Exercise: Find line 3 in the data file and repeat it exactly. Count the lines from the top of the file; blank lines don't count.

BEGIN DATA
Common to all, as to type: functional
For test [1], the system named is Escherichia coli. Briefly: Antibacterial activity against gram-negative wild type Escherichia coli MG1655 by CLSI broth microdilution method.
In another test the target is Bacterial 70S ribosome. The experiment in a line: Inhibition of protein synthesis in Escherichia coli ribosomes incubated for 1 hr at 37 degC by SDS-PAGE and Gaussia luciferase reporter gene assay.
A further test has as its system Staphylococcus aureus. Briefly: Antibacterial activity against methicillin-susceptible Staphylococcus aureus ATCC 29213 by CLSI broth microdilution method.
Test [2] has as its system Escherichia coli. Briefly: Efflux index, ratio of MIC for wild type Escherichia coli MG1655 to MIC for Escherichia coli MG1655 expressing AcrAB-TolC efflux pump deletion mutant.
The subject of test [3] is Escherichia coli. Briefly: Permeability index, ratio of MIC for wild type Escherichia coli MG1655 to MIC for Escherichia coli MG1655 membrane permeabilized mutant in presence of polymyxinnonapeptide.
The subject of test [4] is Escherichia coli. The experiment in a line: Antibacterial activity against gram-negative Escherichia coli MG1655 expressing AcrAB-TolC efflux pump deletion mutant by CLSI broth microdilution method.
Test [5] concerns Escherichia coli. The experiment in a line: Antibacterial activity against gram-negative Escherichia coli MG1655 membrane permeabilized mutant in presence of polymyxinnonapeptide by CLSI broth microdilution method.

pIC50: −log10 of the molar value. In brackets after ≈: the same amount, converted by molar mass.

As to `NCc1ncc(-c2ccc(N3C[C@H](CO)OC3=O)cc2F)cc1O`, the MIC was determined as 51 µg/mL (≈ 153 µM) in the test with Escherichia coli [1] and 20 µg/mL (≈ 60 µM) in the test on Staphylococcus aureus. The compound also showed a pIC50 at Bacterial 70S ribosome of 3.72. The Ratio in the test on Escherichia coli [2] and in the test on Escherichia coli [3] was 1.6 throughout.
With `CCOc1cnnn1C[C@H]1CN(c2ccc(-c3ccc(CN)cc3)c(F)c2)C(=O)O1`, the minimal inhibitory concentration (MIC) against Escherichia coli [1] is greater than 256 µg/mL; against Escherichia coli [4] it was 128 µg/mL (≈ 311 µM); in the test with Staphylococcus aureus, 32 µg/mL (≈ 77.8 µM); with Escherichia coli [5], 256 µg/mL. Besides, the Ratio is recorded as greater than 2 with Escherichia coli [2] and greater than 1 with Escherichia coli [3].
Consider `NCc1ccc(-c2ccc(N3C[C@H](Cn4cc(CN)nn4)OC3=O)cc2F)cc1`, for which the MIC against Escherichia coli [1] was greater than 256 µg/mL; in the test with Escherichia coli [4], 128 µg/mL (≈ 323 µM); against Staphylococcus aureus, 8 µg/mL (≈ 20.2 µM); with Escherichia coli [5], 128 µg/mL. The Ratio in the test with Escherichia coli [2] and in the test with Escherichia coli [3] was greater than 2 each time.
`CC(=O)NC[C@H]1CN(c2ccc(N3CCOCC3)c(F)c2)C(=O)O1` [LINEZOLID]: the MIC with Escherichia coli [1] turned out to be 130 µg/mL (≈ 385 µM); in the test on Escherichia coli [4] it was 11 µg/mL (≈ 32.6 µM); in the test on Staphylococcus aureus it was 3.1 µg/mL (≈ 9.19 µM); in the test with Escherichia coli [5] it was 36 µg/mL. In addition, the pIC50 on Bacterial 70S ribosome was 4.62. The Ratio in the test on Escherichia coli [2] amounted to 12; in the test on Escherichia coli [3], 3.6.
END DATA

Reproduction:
In another test the target is Bacterial 70S ribosome. The experiment in a line: Inhibition of protein synthesis in Escherichia coli ribosomes incubated for 1 hr at 37 degC by SDS-PAGE and Gaussia luciferase reporter gene assay.